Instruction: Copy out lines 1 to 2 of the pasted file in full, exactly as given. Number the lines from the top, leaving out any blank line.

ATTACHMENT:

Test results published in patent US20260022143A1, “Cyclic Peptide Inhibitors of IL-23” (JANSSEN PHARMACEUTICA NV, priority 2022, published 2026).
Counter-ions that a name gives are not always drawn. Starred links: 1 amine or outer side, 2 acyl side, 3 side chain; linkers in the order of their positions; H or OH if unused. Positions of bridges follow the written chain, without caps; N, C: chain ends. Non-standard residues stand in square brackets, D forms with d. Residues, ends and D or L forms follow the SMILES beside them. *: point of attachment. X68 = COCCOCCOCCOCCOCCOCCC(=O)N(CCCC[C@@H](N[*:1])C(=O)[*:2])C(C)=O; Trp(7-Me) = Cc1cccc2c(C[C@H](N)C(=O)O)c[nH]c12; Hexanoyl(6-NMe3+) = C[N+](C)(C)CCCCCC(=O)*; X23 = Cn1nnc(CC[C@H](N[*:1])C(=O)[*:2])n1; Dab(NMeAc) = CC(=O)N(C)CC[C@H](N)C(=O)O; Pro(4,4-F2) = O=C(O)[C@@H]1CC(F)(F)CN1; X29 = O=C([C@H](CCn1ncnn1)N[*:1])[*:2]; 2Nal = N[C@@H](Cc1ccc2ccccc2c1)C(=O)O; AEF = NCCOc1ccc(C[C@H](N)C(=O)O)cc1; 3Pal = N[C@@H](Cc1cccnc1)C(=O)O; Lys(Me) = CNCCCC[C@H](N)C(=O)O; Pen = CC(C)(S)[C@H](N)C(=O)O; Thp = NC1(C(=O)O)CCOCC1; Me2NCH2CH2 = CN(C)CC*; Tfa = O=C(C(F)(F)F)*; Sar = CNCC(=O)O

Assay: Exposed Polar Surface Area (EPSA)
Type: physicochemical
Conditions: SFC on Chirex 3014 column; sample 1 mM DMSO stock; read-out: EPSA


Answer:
Test results published in patent US20260022143A1, “Cyclic Peptide Inhibitors of IL-23” (JANSSEN PHARMACEUTICA NV, priority 2022, published 2026).
Counter-ions that a name gives are not always drawn. Starred links: 1 amine or outer side, 2 acyl side, 3 side chain; linkers in the order of their positions; H or OH if unused. Positions of bridges follow the written chain, without caps; N, C: chain ends. Non-standard residues stand in square brackets, D forms with d. Residues, ends and D or L forms follow the SMILES beside them. *: point of attachment. X68 = COCCOCCOCCOCCOCCOCCC(=O)N(CCCC[C@@H](N[*:1])C(=O)[*:2])C(C)=O; Trp(7-Me) = Cc1cccc2c(C[C@H](N)C(=O)O)c[nH]c12; Hexanoyl(6-NMe3+) = C[N+](C)(C)CCCCCC(=O)*; X23 = Cn1nnc(CC[C@H](N[*:1])C(=O)[*:2])n1; Dab(NMeAc) = CC(=O)N(C)CC[C@H](N)C(=O)O; Pro(4,4-F2) = O=C(O)[C@@H]1CC(F)(F)CN1; X29 = O=C([C@H](CCn1ncnn1)N[*:1])[*:2]; 2Nal = N[C@@H](Cc1ccc2ccccc2c1)C(=O)O; AEF = NCCOc1ccc(C[C@H](N)C(=O)O)cc1; 3Pal = N[C@@H](Cc1cccnc1)C(=O)O; Lys(Me) = CNCCCC[C@H](N)C(=O)O; Pen = CC(C)(S)[C@H](N)C(=O)O; Thp = NC1(C(=O)O)CCOCC1; Me2NCH2CH2 = CN(C)CC*; Tfa = O=C(C(F)(F)F)*; Sar = CNCC(=O)O